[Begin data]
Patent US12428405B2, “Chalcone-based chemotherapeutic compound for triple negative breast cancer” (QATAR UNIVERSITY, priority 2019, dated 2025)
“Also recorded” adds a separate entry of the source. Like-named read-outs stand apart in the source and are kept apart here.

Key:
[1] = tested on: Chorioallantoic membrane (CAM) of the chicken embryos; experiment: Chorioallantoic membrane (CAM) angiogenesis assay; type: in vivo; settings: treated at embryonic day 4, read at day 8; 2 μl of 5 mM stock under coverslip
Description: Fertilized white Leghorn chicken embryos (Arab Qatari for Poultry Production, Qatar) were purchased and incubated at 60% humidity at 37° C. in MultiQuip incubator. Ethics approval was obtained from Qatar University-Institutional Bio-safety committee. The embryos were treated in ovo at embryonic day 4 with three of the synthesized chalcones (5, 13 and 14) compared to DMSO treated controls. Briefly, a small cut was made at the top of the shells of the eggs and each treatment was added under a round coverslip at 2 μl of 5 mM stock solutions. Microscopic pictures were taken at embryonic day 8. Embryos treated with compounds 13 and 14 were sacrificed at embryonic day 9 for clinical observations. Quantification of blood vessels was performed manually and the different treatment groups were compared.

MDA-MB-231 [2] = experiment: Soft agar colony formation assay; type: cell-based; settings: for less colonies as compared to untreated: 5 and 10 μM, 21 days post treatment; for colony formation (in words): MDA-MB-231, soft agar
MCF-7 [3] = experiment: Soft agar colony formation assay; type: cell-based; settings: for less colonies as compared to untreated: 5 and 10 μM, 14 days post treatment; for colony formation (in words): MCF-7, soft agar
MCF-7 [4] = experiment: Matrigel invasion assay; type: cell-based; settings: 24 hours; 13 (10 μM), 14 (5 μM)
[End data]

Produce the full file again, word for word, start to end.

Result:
Patent US12428405B2, “Chalcone-based chemotherapeutic compound for triple negative breast cancer” (QATAR UNIVERSITY, priority 2019, dated 2025)
“Also recorded” adds a separate entry of the source. Like-named read-outs stand apart in the source and are kept apart here.

Key:
[1] = tested on: Chorioallantoic membrane (CAM) of the chicken embryos; experiment: Chorioallantoic membrane (CAM) angiogenesis assay; type: in vivo; settings: treated at embryonic day 4, read at day 8; 2 μl of 5 mM stock under coverslip
Description: Fertilized white Leghorn chicken embryos (Arab Qatari for Poultry Production, Qatar) were purchased and incubated at 60% humidity at 37° C. in MultiQuip incubator. Ethics approval was obtained from Qatar University-Institutional Bio-safety committee. The embryos were treated in ovo at embryonic day 4 with three of the synthesized chalcones (5, 13 and 14) compared to DMSO treated controls. Briefly, a small cut was made at the top of the shells of the eggs and each treatment was added under a round coverslip at 2 μl of 5 mM stock solutions. Microscopic pictures were taken at embryonic day 8. Embryos treated with compounds 13 and 14 were sacrificed at embryonic day 9 for clinical observations. Quantification of blood vessels was performed manually and the different treatment groups were compared.

MDA-MB-231 [2] = experiment: Soft agar colony formation assay; type: cell-based; settings: for less colonies as compared to untreated: 5 and 10 μM, 21 days post treatment; for colony formation (in words): MDA-MB-231, soft agar
MCF-7 [3] = experiment: Soft agar colony formation assay; type: cell-based; settings: for less colonies as compared to untreated: 5 and 10 μM, 14 days post treatment; for colony formation (in words): MCF-7, soft agar
MCF-7 [4] = experiment: Matrigel invasion assay; type: cell-based; settings: 24 hours; 13 (10 μM), 14 (5 μM)